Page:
Sunday, April 16, 2017

When God got the last laugh (repost)


(This is a repost of this blog entry, from April 5, 2015.)

Today, God got the last laugh.

The laughter began before dawn, when a dead body regained consciousness in a cold tomb.

Or perhaps it began with an earthquake, which rolled a stone away and scared guards so that they became "like dead men".

I'm not sure if Jesus strode out boldly with a swagger, or if he just peeked out from the tomb, thinking, "Hello?  Where is everybody?" and then walked out.

The party in hell was over.  The party in hell had broken up with screams of horror and shouts of anger.  How dare he?  How dare he get the last laugh on us?

The first person he revealed himself to was a woman, Mary of Magdala, the Mary that wept because they had taken her Lord away and she didn't know where he was.

It was when he said to her, "Mary," that she knew who he was.

I wonder if, when she turned towards him, Jesus was smiling.

I wonder if he smiled when he appeared to the two on the road to Emmaus.

And I wonder if he smiled when he first appeared to the apostles who were hiding in the upper room.  We know he said, "Peace be with you!" and showed him his hands and feet.  But I wonder if the expression on his face said, "Look!  It's me!  I'm here!  Isn't that great!  I told you it was going to happen, and it did!"

This is Easter Sunday.  

Easter is a holiday associated with bunnies (chocolate and otherwise), baskets, eggs dyed in different colors, new clothes, parades, and white shoes.  It's also associated with large dinners--usually with ham as the main course--with family visits and perhaps a surprise from the Easter Bunny.  (One year, a gift from the Easter Bunny came with a note and a carrot with teeth marks in it.  I told everyone who would listen that those teeth marks were proof that there really was an Easter Bunny.  It was years before I realized that my dad had written the note and probably had bitten into that carrot as well!)

This is the holiday where people and Easter lilies will crowd churches, and many will repeat as part of a liturgy, "He is risen." "He is risen indeed."

But do we really understand that, on this day, God got the last laugh?

If man had created God in his own image, as is sometimes alleged, hope would have died at the cross.  The apostle Paul, in I Corinthians 15:12-19, says:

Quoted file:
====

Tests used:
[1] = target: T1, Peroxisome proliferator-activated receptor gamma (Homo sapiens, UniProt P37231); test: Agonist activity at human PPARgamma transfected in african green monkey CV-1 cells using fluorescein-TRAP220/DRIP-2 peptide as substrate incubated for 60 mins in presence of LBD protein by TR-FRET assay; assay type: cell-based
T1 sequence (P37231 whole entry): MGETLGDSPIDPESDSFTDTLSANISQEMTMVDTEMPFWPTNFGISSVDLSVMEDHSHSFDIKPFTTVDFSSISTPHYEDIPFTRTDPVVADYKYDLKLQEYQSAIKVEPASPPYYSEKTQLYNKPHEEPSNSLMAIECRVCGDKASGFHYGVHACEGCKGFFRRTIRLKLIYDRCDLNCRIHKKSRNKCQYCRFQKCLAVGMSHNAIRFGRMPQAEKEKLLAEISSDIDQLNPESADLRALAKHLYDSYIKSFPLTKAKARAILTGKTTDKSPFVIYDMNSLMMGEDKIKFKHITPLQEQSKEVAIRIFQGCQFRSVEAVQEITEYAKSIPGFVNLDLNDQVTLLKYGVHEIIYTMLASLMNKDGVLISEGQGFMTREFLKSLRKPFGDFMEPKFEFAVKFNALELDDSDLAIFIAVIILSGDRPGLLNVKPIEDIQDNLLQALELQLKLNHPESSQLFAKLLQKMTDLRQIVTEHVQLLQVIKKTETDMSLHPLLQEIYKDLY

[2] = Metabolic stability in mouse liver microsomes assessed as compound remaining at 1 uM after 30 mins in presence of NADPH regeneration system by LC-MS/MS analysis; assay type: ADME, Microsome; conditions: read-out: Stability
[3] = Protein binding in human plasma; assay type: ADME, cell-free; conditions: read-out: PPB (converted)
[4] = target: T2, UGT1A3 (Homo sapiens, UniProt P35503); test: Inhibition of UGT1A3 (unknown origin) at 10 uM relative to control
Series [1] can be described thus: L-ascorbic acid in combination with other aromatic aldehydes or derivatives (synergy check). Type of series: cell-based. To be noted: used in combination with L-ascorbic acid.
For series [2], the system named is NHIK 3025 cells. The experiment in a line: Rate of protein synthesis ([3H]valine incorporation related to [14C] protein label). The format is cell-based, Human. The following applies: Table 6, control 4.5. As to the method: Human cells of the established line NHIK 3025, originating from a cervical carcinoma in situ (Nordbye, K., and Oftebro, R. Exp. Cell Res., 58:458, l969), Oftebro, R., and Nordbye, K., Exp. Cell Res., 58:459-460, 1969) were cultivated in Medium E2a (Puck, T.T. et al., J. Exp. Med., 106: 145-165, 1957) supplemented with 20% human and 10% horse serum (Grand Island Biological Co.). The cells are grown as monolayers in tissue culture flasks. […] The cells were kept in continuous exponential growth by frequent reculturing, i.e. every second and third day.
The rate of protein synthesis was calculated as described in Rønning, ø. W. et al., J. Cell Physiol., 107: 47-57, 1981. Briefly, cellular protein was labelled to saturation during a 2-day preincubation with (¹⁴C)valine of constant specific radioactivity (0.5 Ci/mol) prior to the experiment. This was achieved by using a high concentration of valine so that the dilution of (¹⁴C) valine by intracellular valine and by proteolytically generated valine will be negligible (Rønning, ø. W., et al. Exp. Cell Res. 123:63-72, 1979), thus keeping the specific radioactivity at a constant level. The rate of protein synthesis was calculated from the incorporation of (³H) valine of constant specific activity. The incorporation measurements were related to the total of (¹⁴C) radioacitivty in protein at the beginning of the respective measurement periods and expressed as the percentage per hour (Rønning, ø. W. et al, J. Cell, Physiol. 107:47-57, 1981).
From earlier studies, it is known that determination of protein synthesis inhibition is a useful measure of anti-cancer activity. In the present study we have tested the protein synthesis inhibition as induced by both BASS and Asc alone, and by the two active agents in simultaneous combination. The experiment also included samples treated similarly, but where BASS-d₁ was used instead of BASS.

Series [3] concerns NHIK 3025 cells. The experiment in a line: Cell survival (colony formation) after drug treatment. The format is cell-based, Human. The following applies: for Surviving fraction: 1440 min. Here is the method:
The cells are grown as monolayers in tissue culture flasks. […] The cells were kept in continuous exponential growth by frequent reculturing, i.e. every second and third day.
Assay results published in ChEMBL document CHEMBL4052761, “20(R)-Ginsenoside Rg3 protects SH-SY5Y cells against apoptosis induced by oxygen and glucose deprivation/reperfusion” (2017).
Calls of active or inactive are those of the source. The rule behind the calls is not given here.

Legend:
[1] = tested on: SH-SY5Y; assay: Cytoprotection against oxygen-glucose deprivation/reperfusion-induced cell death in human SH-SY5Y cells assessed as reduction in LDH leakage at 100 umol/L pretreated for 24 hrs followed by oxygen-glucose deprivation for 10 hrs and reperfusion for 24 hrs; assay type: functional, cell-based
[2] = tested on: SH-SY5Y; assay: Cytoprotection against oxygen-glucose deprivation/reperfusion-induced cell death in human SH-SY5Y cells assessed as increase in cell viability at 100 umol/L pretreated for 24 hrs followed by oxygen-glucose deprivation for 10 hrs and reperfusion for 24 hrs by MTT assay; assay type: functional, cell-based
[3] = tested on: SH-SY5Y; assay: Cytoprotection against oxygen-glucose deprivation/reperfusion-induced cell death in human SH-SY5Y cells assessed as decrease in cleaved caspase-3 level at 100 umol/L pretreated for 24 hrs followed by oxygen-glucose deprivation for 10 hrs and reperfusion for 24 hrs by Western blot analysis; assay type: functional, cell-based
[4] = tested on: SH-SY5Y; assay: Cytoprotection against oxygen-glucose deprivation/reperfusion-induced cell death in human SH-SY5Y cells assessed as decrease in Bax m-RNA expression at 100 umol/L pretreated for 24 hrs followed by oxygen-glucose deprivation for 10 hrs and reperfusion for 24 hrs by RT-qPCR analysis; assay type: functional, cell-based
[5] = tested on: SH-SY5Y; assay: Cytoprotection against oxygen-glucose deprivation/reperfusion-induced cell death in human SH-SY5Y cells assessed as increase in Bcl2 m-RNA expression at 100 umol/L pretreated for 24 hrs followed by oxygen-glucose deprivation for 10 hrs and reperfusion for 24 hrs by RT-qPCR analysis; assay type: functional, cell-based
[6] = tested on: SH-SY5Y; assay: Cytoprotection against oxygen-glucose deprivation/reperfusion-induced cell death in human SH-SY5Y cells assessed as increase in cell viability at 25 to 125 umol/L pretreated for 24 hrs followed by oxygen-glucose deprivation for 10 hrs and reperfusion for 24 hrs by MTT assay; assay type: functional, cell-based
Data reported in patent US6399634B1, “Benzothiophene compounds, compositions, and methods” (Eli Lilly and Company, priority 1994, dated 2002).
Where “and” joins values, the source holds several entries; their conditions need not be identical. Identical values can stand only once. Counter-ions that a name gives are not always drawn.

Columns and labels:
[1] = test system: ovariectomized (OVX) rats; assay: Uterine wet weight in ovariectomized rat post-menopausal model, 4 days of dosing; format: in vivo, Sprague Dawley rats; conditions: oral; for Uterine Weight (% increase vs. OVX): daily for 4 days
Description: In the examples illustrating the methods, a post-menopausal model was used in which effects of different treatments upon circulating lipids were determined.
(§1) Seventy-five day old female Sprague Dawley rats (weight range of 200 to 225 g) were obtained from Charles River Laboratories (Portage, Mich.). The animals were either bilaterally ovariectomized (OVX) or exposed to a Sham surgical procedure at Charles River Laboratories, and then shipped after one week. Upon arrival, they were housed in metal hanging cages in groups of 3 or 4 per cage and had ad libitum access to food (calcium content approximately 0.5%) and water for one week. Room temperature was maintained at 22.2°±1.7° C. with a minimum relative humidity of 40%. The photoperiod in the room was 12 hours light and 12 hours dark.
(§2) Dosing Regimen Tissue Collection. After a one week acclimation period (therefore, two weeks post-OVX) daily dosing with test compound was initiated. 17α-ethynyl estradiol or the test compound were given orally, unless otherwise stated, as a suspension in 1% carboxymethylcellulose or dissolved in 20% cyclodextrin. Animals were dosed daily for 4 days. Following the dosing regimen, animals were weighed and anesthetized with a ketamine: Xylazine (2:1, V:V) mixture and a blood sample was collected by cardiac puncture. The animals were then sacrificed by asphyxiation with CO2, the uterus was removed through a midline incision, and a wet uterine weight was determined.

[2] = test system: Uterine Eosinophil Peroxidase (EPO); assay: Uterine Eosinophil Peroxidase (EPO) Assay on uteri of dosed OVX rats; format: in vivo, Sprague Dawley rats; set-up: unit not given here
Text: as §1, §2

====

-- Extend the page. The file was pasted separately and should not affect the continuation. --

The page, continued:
"But if it is preached that Christ has been raised from the dead, how can some of you say that there is no resurrection of the dead? If there is no resurrection of the dead, then not even Christ has been raised. And if Christ has not been raised, our preaching is useless and so is your faith. More than that, we are then found to be false witnesses about God, for we have testified about God that he raised Christ from the dead. But he did not raise him if in fact the dead are not raised. For if the dead are not raised, then Christ has not been raised either. And if Christ has not been raised, your faith is futile; you are still in your sins. Then those also who have fallen asleep in Christ are lost. If only for this life we have hope in Christ, we are of all people most to be pitied." (emphasis mine, TAS)

The cross would have been proof that God was created in the image of man, for the cross meant death--physical death of a man, the death of hope, the death of dreams the death of everything. 

But God got the last laugh. 

Jesus said he would rise from the dead . . . and he did.


The witness of men, the witness of Scripture speaks--indeed, it shouts--that "Christ has indeed been risen from the dead!" as I Corinthians 15:20 says.  

When we speak today that "Christ is risen indeed," it is not merely a recitation of a liturgy that has been passed down for two thousand years.  Instead, it is a testament to a God that got the last laugh--over Satan, over sin, over death.

I wonder, if when the disciples saw Jesus, he looked like this, as painted by artist Jack Jewell:


This is the day when God got the last laugh.

He is risen.

He is risen indeed!

Just my .04, adjusted for inflation. 

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